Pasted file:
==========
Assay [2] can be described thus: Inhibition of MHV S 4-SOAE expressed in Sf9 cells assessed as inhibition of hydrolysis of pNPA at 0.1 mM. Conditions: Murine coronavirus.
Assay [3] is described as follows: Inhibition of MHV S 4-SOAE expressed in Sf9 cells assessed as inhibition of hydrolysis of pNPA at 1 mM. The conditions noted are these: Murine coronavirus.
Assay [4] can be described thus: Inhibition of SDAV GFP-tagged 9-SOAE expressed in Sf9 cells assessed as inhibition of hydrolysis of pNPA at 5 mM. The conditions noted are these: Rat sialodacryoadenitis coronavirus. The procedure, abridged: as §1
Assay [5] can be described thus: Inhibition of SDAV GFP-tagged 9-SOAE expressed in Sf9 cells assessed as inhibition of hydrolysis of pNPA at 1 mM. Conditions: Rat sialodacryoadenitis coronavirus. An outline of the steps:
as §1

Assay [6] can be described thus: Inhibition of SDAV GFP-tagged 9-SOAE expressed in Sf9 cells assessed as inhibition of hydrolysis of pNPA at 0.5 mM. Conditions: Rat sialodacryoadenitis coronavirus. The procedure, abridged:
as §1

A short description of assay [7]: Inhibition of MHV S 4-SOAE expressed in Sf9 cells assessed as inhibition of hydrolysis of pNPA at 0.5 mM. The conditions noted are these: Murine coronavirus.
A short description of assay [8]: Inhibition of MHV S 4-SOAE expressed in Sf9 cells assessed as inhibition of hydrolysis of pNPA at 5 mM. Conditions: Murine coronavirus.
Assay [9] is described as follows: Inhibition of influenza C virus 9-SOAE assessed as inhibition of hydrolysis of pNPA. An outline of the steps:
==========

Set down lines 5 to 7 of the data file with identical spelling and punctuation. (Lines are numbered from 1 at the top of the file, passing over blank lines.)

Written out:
as §1

Assay [6] can be described thus: Inhibition of SDAV GFP-tagged 9-SOAE expressed in Sf9 cells assessed as inhibition of hydrolysis of pNPA at 0.5 mM. Conditions: Rat sialodacryoadenitis coronavirus. The procedure, abridged:
as §1